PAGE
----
Taino Beach, Grand Bahama Island
I meandered away from the white snow of Minnesota to the white sands of the Bahamas for a week in February. My friend Russ and I stayed at a resort on Taino Beach in Freeport. Here are 5 things we did that you might want to do too, if you’re ever on the island.
Port Lucaya Marketplace
This shopping and dining center is named after the native people who used to live in the Bahamas, the Lucayan. Since the International Bazaar is defunct in Freeport after several hurricanes, this is your best bet for retail therapy and live music. High-end shops (Columbian emeralds, anyone?) mix with tourist stalls that sell T-shirts.
The conch stand at Port Lucaya Marketplace
We had drinks at the Corner Bar (best pina colada I’ve ever had!) and another day ate a wonderful lunch at Zorba’s Greek Restaurant (which serves the second-best pina colada I’ve ever had). The conch stand always had a line of people waiting to taste this sluggy wonder of the Caribbean. If we’d had time, we would have eaten at Cappuccino’s, an Italian place known for its dinners.
The second-best pina colada I had during our trip (at Zorba’s).
Rand Nature Center
Take a walk on the wild side in this 100-acre natural area. It’s named after the Rand Family, who were early Freeport settlers and philanthropists. For a $5 entrance fee, you’ll get a short talk and orientation to the visitor center and then free run of the place. Grand Bahama Island is very flat, so the walking is all easy.
The pond at Rand Nature Center
You’ll walk through Bahamian pines and past a pond full of turtles. Besides wild lizards and birds, the trail takes you past cages with a captive red-tailed hawk, Bahama parrot, and a couple of boa constrictors.
Once back in the visitor center, take a look at the gallery, which features work of local artists. Our visit was very peaceful and restorative.
A WaveRunner tour of the island is on the opposite end of the excitement spectrum from the nature center. Our resort offered an exhilarating ninety-minute tour along the shore to Peterson Cay National Park, known for its healthy reefs and tern habitat.
This trip was Russ’s idea, so I let him do the driving. I hung on for dear life as we bounced on the turquoise waves. Our guide, Ricardo, showed us where dolphin shows take place, and we got to look through the fence and see a dolphin or two. We also motored along Millionaire Row, a canal lined with expensive homes.
Then Ricardo took us back out to the sea to the cay, stopping once to point out a $20 million home along the beach. A couple from Massachusetts was with us on the adventure. Denise and Michael were able to keep up with Ricardo better than we were, but paid for it with two impressive falls off their machine.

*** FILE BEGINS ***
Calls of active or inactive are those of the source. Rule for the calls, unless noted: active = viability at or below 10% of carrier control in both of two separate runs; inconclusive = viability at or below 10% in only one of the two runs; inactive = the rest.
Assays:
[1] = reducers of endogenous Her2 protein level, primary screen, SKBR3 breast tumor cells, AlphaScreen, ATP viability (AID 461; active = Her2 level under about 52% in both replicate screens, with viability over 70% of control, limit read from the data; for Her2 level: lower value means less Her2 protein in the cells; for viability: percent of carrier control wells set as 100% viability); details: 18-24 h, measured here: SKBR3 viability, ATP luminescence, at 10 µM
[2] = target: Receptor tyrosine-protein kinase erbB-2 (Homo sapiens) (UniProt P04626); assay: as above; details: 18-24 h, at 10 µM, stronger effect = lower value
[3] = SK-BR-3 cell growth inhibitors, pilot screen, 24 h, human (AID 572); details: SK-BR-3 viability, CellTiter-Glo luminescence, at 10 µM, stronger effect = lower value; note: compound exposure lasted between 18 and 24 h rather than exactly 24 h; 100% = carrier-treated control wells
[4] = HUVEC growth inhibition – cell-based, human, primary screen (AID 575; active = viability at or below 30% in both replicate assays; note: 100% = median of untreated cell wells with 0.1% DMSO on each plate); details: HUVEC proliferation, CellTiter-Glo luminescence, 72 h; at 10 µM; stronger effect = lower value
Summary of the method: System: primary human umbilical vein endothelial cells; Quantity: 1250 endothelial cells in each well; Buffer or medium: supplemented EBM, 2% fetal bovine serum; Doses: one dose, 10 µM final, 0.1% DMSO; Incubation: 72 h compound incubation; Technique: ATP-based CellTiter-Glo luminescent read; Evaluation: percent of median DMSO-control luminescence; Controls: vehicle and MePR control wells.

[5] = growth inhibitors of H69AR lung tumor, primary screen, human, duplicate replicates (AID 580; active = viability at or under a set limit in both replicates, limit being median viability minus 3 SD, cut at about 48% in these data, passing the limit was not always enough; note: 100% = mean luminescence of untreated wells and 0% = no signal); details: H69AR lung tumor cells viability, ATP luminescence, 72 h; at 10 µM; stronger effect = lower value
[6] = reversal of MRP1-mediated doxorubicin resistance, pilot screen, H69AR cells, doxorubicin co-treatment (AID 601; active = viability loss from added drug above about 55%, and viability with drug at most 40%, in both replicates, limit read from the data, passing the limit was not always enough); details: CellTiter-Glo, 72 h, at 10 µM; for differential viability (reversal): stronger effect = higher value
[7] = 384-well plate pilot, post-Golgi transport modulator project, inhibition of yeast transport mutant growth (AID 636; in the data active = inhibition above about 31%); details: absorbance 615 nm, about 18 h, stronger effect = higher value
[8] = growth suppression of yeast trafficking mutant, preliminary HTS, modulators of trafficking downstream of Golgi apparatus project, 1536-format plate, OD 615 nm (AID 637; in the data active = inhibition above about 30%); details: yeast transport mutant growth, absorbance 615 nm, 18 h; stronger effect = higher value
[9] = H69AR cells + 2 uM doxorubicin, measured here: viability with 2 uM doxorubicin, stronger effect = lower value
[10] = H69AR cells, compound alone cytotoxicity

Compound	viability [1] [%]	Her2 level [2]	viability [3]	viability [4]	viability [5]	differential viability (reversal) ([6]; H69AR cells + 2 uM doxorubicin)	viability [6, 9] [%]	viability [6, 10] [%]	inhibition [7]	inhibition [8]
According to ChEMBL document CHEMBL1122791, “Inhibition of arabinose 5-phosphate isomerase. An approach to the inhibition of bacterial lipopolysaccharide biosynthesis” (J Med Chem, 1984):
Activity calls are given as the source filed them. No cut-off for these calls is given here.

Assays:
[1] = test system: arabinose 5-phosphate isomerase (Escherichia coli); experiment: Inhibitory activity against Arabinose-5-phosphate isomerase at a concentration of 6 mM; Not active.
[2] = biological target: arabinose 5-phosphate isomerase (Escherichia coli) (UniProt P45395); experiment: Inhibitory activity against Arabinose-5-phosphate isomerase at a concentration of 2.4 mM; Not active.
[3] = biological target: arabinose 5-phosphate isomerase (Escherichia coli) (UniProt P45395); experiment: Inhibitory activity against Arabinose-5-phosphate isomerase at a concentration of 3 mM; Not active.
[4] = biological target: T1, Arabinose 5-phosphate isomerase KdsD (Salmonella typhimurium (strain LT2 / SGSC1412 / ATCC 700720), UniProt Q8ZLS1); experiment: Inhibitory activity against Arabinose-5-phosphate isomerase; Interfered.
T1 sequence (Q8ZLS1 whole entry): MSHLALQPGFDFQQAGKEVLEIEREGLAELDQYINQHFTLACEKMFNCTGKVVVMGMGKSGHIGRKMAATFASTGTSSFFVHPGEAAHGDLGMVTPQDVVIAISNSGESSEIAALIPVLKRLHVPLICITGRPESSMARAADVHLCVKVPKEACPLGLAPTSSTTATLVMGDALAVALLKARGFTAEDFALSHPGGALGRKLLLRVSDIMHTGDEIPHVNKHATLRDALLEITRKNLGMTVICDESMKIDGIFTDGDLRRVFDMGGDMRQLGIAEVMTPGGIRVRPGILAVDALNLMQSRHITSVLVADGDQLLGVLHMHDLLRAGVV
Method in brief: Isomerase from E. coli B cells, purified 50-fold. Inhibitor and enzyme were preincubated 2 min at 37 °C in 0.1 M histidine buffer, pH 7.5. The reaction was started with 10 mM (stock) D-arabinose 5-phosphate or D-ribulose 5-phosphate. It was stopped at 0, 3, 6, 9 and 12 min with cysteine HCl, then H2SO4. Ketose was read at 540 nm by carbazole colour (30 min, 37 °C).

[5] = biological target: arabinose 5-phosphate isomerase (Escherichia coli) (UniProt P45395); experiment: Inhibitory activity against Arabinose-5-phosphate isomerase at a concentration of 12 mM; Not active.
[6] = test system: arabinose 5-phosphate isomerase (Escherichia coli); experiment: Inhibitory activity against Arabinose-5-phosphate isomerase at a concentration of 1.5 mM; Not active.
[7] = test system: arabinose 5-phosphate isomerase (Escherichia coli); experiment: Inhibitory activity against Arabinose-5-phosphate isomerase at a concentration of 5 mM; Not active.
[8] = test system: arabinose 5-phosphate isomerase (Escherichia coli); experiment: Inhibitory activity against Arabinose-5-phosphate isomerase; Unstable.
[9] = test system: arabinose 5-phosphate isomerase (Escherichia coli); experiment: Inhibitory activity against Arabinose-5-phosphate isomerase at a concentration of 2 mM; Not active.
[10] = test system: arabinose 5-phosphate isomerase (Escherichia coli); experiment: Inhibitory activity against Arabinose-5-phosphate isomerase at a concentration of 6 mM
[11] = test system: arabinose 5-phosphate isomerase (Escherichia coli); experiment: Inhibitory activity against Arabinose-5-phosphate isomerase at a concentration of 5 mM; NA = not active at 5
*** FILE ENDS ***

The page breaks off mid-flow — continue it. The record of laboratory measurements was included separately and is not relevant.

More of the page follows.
As we neared Peterson Cay, Ricardo stopped and took a chum bucket out of his machine to feed the sea turtles that frequent the area. Unfortunately, they weren’t around, but he left some offerings for them anyway.
Once on the beach he dropped six tiny hermit crabs in my palm and seemed disappointed when I didn’t freak out. We only spent enough time at the cay to take some photos, then we went back to the waves. Normally, the tour stops at a beach bar on the way back for drinks, but we were so putzy, we didn’t have time.
Once we were back to the resort, Denise said, “I feel like we survived something!” Russ and I had to agree, but it was a fun adventure.
The Perfume Factory
At least one business is still in operation in the defunct International Bazaar in Freeport. It’s the Perfume Factory, where they make colognes for women and men. They produce an impressive variety of fragrances all onsite by hand.
The Perfume Factory in Freeport
During our short tour of the “factory,” we saw their mixing room and production line. After the tour, our guide gave us samples to smell. My favorite was “Island Promises” for ladies, which is a mix of jasmine, lilies and patchouli. Russ liked the “Lucyan Bay Rum,” which features cloves and bay leaves.
If you don’t like any of their pre-mixed colognes, you can make your own and give it your own name. They will keep the info on file and you can order it again in the future.
Garden of the Groves
On a day when it was too stormy to snorkel, we took a bus tour that included a stop at the Garden of the Groves, which is a manmade natural attraction. It features a café with a view of a waterfall. If you feel like getting married, there’s even a chapel onsite.
We got a half-hour tour with a talkative guide who gave us the lowdown not only on the garden, but on local culture as well. If you feel like meditating, there’s a labyrinth for that, plus winding trails through lush vegetation.
Garden of the Groves